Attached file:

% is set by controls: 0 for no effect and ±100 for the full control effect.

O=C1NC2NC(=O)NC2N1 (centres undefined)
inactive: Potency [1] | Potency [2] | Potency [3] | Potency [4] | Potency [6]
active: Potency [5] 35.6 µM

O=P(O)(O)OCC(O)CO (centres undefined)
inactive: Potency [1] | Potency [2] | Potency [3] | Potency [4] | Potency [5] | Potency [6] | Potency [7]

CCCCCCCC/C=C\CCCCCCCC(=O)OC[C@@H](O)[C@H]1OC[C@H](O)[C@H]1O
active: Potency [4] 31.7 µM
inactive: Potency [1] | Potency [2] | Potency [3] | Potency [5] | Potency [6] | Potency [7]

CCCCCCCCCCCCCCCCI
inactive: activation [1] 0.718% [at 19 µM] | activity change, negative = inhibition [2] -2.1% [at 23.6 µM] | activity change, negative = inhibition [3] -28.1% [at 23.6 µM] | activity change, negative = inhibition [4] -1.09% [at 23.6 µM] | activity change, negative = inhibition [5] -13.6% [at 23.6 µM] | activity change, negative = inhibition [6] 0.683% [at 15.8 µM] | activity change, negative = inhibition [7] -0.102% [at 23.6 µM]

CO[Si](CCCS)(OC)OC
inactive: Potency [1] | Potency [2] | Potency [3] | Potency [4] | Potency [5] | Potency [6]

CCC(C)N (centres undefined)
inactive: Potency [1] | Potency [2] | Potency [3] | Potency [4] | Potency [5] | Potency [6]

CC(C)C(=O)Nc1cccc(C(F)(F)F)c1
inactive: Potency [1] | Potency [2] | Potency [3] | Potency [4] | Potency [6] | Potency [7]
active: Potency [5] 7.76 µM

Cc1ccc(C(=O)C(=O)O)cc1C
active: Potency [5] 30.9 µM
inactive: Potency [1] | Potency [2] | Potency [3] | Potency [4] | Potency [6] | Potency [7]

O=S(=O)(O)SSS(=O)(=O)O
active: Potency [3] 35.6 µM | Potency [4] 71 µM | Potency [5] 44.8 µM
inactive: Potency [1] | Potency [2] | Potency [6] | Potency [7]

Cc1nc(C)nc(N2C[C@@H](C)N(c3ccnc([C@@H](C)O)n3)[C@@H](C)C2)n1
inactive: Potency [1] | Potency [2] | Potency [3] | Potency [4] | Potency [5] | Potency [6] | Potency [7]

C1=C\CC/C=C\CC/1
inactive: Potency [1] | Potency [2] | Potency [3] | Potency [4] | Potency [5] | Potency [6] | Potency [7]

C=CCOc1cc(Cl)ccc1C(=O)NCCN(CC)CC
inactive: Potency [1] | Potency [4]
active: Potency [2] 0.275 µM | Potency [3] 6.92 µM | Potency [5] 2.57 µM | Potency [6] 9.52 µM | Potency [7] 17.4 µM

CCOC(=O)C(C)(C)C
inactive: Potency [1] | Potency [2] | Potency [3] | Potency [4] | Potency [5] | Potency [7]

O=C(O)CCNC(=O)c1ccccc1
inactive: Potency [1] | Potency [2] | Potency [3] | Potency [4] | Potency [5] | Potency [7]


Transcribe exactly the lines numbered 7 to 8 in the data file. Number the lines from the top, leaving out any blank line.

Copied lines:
CCCCCCCC/C=C\CCCCCCCC(=O)OC[C@@H](O)[C@H]1OC[C@H](O)[C@H]1O
active: Potency [4] 31.7 µM